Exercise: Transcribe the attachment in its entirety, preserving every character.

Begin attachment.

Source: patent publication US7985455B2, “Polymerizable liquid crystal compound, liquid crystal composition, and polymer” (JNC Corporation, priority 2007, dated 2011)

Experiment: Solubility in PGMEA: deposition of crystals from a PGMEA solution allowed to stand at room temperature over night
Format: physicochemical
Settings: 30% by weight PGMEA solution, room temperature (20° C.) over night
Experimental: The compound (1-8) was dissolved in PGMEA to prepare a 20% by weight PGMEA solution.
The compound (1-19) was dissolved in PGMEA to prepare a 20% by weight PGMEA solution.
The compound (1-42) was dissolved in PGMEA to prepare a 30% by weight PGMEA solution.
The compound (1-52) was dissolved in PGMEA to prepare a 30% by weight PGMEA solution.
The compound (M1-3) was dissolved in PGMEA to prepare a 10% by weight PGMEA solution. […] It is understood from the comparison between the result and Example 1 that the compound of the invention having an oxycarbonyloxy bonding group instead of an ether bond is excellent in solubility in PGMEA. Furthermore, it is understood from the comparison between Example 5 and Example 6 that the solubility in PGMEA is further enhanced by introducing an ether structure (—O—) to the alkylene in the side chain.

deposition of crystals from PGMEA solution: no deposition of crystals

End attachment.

Source: patent publication US7985455B2, “Polymerizable liquid crystal compound, liquid crystal composition, and polymer” (JNC Corporation, priority 2007, dated 2011)

Experiment: Solubility in PGMEA: deposition of crystals from a PGMEA solution allowed to stand at room temperature over night
Format: physicochemical
Settings: 30% by weight PGMEA solution, room temperature (20° C.) over night
Experimental: The compound (1-8) was dissolved in PGMEA to prepare a 20% by weight PGMEA solution.
The compound (1-19) was dissolved in PGMEA to prepare a 20% by weight PGMEA solution.
The compound (1-42) was dissolved in PGMEA to prepare a 30% by weight PGMEA solution.
The compound (1-52) was dissolved in PGMEA to prepare a 30% by weight PGMEA solution.
The compound (M1-3) was dissolved in PGMEA to prepare a 10% by weight PGMEA solution. […] It is understood from the comparison between the result and Example 1 that the compound of the invention having an oxycarbonyloxy bonding group instead of an ether bond is excellent in solubility in PGMEA. Furthermore, it is understood from the comparison between Example 5 and Example 6 that the solubility in PGMEA is further enhanced by introducing an ether structure (—O—) to the alkylene in the side chain.

deposition of crystals from PGMEA solution: no deposition of crystals